China braced for steel backlash from US and EU

Posted on November 13, 2016

Beijing is bracing for a US and European backlash against Chinese steel, as the rise of Donald Trump threatens to escalate overseas opposition to a domestic industry that accounts for half the world’s output.

China’s domestic steel consumption fell last year but exports have so far soaked up excess production, helping mills defy Beijing’s efforts to rein in surplus capacity. That export crutch could weaken as attitudes harden in other big steel-producing regions.

In the US, president-elect Mr Trump campaigned on a platform of limiting Chinese imports, while the European steel industry has lobbied hard against granting China market economy status by December as stipulated in the terms of its 2001 entry to the World Trade Organisation.

Over the weekend, China’s ministry of commerce protested after the EU closed in on a deal to impose punitive anti-dumping tariffs. “China has expressed great concerns and worries about the EU’s trade protectionist tendency over steel,” the ministry said on Saturday, in a statement on its website.

“The European steel industry’s problems are due to weak economic growth, not because of competition with Chinese steel products,” it said, while calling for better communication and exchanges “to properly solve problems that the steel industry is facing”.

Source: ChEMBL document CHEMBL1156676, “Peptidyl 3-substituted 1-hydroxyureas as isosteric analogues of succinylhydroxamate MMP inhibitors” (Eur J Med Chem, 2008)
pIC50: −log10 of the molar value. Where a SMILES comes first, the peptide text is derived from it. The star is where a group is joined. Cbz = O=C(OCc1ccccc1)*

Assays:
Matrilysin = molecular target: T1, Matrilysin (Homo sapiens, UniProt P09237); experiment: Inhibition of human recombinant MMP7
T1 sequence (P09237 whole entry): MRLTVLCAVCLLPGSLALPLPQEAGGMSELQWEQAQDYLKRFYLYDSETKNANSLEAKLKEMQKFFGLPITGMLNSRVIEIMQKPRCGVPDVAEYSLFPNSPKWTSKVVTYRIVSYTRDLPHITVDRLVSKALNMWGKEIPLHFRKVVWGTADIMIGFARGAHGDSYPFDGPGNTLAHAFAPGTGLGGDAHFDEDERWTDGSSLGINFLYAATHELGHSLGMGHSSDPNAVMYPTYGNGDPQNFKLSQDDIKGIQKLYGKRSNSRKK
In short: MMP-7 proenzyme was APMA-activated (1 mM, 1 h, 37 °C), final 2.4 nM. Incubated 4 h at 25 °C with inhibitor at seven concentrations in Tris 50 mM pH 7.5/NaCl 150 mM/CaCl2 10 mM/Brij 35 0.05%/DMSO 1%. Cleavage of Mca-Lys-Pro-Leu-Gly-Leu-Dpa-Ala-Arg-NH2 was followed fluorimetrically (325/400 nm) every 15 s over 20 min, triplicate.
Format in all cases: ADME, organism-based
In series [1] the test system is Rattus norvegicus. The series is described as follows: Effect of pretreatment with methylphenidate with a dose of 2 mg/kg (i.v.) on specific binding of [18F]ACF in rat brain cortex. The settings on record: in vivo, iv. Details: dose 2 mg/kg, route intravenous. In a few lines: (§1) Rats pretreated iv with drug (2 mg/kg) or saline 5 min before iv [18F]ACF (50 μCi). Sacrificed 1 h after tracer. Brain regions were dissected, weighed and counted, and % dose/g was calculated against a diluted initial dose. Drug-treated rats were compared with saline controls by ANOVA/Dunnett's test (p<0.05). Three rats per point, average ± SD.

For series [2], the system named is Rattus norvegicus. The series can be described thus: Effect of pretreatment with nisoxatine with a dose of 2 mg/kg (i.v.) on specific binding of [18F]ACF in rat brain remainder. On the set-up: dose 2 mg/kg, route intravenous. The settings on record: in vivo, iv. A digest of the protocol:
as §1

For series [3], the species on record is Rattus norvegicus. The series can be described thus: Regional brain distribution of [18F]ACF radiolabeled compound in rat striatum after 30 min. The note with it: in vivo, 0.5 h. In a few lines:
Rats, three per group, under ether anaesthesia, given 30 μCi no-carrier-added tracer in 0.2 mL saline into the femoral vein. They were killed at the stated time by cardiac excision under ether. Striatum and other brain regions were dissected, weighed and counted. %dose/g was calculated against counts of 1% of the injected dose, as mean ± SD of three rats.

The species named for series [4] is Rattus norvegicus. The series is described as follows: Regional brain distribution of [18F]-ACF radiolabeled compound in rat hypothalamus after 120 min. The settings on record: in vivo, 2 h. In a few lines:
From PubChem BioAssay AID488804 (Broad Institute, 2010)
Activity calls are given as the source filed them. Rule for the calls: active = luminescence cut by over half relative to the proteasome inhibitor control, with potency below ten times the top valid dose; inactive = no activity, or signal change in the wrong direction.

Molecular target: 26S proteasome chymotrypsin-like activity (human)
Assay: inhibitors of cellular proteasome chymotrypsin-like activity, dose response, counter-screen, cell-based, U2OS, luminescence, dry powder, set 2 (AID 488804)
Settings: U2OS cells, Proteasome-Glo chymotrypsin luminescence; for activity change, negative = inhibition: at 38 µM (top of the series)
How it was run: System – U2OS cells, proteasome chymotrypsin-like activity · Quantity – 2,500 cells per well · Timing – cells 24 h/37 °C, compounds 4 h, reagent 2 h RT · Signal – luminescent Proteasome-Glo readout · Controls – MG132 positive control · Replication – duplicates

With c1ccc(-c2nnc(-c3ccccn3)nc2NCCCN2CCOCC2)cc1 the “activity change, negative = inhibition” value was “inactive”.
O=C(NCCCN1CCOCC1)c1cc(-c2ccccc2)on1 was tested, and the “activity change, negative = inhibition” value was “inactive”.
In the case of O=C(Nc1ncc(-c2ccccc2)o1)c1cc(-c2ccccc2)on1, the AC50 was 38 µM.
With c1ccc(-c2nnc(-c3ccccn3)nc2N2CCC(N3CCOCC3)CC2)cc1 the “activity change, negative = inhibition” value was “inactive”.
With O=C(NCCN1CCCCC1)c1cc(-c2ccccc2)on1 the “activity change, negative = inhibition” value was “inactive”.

Chinese steel exports for the first 10 months of the year rose about 1 per cent to 93m tonnes, and are likely this year to come close to last year’s record 112m tonnes. Asian countries account for more than half its exports.

This year China and the EU agreed on a bilateral ‘platform’ to track Chinese steel shipments, a model that some have indicated the US and China could also adopt. But big international steel producers also face a second, harder-to-fight threat from China’s overcapacity — Chinese shipments to developing regions including Africa and the Middle East erode those regions’ purchases from developed countries. 

As for the US, Chinese editorials have warned Mr Trump against a trade war, although many officials believe he will prove a pragmatist once in office.

“I don’t think he will launch a trade war. He’ll take into account all the interests, including the national interest,” said Li Xinchuang, head of the China Metallurgical Industry Planning and Research Institute. “The American steel industry is already very weak and lagging behind. There’s no point in protectionism because the US steel industry already doesn’t meet its own needs.”


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